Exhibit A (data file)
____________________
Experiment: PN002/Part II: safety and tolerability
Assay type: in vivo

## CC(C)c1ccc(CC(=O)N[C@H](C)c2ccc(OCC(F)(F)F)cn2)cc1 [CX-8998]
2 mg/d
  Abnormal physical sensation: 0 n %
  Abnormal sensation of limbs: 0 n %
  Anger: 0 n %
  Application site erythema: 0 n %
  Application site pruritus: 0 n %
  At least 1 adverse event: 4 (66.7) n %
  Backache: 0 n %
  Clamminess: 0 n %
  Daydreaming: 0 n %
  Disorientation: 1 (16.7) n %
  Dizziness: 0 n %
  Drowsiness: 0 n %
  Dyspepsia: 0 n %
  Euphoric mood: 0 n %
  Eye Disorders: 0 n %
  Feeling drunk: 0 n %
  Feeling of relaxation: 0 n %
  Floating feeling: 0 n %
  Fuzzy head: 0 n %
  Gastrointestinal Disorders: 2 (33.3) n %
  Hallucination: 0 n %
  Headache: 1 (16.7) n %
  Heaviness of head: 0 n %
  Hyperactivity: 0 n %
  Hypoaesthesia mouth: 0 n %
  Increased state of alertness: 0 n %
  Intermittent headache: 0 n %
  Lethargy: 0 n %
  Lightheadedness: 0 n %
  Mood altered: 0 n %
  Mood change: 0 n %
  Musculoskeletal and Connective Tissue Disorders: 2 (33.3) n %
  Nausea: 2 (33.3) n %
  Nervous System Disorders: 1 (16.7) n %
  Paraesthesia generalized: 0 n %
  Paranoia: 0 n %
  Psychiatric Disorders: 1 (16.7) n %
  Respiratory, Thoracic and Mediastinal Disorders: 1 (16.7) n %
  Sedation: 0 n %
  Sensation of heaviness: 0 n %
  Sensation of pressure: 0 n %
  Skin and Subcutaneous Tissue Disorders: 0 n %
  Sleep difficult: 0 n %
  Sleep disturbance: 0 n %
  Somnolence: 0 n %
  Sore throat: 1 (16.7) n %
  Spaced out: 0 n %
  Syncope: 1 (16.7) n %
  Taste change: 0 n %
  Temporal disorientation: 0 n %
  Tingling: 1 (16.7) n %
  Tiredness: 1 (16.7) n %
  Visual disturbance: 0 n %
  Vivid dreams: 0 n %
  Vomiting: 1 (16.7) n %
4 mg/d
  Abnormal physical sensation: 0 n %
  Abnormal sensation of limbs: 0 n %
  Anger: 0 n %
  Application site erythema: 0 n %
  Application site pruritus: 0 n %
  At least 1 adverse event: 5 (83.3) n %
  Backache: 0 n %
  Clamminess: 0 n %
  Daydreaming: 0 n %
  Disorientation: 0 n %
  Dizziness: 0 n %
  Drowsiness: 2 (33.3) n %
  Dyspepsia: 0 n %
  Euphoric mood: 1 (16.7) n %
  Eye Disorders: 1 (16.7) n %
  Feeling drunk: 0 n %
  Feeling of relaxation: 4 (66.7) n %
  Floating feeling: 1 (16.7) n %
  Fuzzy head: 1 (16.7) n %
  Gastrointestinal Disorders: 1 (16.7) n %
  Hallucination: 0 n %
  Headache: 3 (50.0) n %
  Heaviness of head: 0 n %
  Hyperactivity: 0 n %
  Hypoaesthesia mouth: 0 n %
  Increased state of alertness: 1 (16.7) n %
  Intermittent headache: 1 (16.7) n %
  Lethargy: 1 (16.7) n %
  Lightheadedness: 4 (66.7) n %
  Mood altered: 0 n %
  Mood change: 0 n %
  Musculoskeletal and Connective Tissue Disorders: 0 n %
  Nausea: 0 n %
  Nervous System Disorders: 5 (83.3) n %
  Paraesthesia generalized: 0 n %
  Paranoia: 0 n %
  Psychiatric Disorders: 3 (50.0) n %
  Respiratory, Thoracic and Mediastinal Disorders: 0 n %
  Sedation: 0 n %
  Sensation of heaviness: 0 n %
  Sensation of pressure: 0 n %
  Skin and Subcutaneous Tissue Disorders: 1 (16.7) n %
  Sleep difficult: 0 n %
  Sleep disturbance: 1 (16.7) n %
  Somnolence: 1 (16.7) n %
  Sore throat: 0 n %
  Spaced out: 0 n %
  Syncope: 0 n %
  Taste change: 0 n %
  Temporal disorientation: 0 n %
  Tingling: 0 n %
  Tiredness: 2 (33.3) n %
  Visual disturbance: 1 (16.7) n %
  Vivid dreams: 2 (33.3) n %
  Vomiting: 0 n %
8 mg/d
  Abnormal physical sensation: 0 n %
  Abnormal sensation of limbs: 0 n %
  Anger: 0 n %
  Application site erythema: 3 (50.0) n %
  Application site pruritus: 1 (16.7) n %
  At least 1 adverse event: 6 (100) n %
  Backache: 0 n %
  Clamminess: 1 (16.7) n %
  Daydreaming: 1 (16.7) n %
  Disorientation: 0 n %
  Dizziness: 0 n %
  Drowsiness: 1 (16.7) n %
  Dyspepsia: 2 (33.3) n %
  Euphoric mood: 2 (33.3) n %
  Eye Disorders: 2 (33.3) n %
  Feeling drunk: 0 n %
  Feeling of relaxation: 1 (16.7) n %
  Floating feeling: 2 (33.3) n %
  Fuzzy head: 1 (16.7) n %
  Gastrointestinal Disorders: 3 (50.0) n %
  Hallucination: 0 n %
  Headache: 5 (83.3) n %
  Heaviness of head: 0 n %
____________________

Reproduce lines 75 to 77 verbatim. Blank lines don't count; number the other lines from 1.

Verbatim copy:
  Eye Disorders: 1 (16.7) n %
  Feeling drunk: 0 n %
  Feeling of relaxation: 4 (66.7) n %